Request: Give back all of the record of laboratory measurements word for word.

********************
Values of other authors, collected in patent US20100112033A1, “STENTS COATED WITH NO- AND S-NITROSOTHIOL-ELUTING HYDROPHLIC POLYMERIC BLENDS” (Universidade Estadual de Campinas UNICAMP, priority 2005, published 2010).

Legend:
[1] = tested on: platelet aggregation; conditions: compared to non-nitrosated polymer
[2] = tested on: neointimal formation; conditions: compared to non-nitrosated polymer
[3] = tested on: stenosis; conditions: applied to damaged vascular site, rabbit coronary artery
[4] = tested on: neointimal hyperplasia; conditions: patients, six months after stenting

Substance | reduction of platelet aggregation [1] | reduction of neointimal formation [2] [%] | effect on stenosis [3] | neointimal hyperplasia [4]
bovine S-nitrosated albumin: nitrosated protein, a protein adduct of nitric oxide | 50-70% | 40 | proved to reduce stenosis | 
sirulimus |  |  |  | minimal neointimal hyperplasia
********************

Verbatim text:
Values of other authors, collected in patent US20100112033A1, “STENTS COATED WITH NO- AND S-NITROSOTHIOL-ELUTING HYDROPHLIC POLYMERIC BLENDS” (Universidade Estadual de Campinas UNICAMP, priority 2005, published 2010).

Legend:
[1] = tested on: platelet aggregation; conditions: compared to non-nitrosated polymer
[2] = tested on: neointimal formation; conditions: compared to non-nitrosated polymer
[3] = tested on: stenosis; conditions: applied to damaged vascular site, rabbit coronary artery
[4] = tested on: neointimal hyperplasia; conditions: patients, six months after stenting

Substance | reduction of platelet aggregation [1] | reduction of neointimal formation [2] [%] | effect on stenosis [3] | neointimal hyperplasia [4]
bovine S-nitrosated albumin: nitrosated protein, a protein adduct of nitric oxide | 50-70% | 40 | proved to reduce stenosis | 
sirulimus |  |  |  | minimal neointimal hyperplasia